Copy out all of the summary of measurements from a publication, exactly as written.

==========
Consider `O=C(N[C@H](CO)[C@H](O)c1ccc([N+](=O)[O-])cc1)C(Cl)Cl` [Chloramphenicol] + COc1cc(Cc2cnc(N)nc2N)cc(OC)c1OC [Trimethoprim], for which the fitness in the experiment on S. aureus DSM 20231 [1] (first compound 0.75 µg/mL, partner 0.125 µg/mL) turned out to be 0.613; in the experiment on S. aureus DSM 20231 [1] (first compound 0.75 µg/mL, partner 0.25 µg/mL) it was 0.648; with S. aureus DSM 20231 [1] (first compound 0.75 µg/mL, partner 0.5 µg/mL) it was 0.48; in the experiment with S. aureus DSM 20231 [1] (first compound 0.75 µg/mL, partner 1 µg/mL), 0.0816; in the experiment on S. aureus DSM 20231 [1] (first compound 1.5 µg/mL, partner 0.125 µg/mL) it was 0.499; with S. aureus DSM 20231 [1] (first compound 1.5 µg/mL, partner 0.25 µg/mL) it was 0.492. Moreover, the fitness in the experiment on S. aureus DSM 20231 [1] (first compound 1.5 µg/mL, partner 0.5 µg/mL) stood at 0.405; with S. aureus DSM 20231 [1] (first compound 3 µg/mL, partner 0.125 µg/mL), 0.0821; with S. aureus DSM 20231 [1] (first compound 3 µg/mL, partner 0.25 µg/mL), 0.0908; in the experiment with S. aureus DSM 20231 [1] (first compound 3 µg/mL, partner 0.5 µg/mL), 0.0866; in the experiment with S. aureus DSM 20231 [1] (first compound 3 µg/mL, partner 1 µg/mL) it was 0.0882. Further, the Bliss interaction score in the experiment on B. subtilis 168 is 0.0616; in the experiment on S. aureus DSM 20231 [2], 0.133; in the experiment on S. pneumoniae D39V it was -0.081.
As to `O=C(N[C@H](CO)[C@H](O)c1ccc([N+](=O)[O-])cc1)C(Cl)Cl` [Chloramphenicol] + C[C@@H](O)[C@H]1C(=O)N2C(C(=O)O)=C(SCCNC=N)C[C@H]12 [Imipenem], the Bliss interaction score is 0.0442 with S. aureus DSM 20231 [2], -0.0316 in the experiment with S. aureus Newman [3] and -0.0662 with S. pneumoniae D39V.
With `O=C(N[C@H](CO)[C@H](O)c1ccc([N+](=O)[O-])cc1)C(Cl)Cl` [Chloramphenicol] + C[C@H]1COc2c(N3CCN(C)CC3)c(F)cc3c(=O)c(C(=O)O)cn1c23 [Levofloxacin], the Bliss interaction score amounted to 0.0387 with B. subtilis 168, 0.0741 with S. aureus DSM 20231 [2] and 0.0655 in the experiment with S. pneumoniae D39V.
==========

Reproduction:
Consider `O=C(N[C@H](CO)[C@H](O)c1ccc([N+](=O)[O-])cc1)C(Cl)Cl` [Chloramphenicol] + COc1cc(Cc2cnc(N)nc2N)cc(OC)c1OC [Trimethoprim], for which the fitness in the experiment on S. aureus DSM 20231 [1] (first compound 0.75 µg/mL, partner 0.125 µg/mL) turned out to be 0.613; in the experiment on S. aureus DSM 20231 [1] (first compound 0.75 µg/mL, partner 0.25 µg/mL) it was 0.648; with S. aureus DSM 20231 [1] (first compound 0.75 µg/mL, partner 0.5 µg/mL) it was 0.48; in the experiment with S. aureus DSM 20231 [1] (first compound 0.75 µg/mL, partner 1 µg/mL), 0.0816; in the experiment on S. aureus DSM 20231 [1] (first compound 1.5 µg/mL, partner 0.125 µg/mL) it was 0.499; with S. aureus DSM 20231 [1] (first compound 1.5 µg/mL, partner 0.25 µg/mL) it was 0.492. Moreover, the fitness in the experiment on S. aureus DSM 20231 [1] (first compound 1.5 µg/mL, partner 0.5 µg/mL) stood at 0.405; with S. aureus DSM 20231 [1] (first compound 3 µg/mL, partner 0.125 µg/mL), 0.0821; with S. aureus DSM 20231 [1] (first compound 3 µg/mL, partner 0.25 µg/mL), 0.0908; in the experiment with S. aureus DSM 20231 [1] (first compound 3 µg/mL, partner 0.5 µg/mL), 0.0866; in the experiment with S. aureus DSM 20231 [1] (first compound 3 µg/mL, partner 1 µg/mL) it was 0.0882. Further, the Bliss interaction score in the experiment on B. subtilis 168 is 0.0616; in the experiment on S. aureus DSM 20231 [2], 0.133; in the experiment on S. pneumoniae D39V it was -0.081.
As to `O=C(N[C@H](CO)[C@H](O)c1ccc([N+](=O)[O-])cc1)C(Cl)Cl` [Chloramphenicol] + C[C@@H](O)[C@H]1C(=O)N2C(C(=O)O)=C(SCCNC=N)C[C@H]12 [Imipenem], the Bliss interaction score is 0.0442 with S. aureus DSM 20231 [2], -0.0316 in the experiment with S. aureus Newman [3] and -0.0662 with S. pneumoniae D39V.
With `O=C(N[C@H](CO)[C@H](O)c1ccc([N+](=O)[O-])cc1)C(Cl)Cl` [Chloramphenicol] + C[C@H]1COc2c(N3CCN(C)CC3)c(F)cc3c(=O)c(C(=O)O)cn1c23 [Levofloxacin], the Bliss interaction score amounted to 0.0387 with B. subtilis 168, 0.0741 with S. aureus DSM 20231 [2] and 0.0655 in the experiment with S. pneumoniae D39V.